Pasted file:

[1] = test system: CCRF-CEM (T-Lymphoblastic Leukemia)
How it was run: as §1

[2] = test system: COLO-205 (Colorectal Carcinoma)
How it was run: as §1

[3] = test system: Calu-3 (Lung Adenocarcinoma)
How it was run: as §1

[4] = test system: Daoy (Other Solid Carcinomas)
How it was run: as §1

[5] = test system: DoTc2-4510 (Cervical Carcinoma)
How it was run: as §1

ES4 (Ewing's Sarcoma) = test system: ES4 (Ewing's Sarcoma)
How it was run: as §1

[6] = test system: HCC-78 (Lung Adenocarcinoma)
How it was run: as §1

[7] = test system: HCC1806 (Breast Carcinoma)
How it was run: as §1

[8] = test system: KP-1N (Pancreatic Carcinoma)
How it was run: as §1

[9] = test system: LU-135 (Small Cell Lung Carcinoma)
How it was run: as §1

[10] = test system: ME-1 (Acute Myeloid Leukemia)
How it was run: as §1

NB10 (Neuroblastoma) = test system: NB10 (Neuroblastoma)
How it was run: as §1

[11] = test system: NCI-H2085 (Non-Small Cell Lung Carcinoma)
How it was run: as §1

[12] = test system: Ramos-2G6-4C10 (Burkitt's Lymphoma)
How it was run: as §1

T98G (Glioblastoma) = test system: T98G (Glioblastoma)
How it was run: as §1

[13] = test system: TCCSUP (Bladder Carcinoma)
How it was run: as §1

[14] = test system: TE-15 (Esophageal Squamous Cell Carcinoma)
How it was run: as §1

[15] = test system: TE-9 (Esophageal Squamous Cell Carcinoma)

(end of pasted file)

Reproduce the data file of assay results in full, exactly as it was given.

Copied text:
[1] = test system: CCRF-CEM (T-Lymphoblastic Leukemia)
How it was run: as §1

[2] = test system: COLO-205 (Colorectal Carcinoma)
How it was run: as §1

[3] = test system: Calu-3 (Lung Adenocarcinoma)
How it was run: as §1

[4] = test system: Daoy (Other Solid Carcinomas)
How it was run: as §1

[5] = test system: DoTc2-4510 (Cervical Carcinoma)
How it was run: as §1

ES4 (Ewing's Sarcoma) = test system: ES4 (Ewing's Sarcoma)
How it was run: as §1

[6] = test system: HCC-78 (Lung Adenocarcinoma)
How it was run: as §1

[7] = test system: HCC1806 (Breast Carcinoma)
How it was run: as §1

[8] = test system: KP-1N (Pancreatic Carcinoma)
How it was run: as §1

[9] = test system: LU-135 (Small Cell Lung Carcinoma)
How it was run: as §1

[10] = test system: ME-1 (Acute Myeloid Leukemia)
How it was run: as §1

NB10 (Neuroblastoma) = test system: NB10 (Neuroblastoma)
How it was run: as §1

[11] = test system: NCI-H2085 (Non-Small Cell Lung Carcinoma)
How it was run: as §1

[12] = test system: Ramos-2G6-4C10 (Burkitt's Lymphoma)
How it was run: as §1

T98G (Glioblastoma) = test system: T98G (Glioblastoma)
How it was run: as §1

[13] = test system: TCCSUP (Bladder Carcinoma)
How it was run: as §1

[14] = test system: TE-15 (Esophageal Squamous Cell Carcinoma)
How it was run: as §1

[15] = test system: TE-9 (Esophageal Squamous Cell Carcinoma)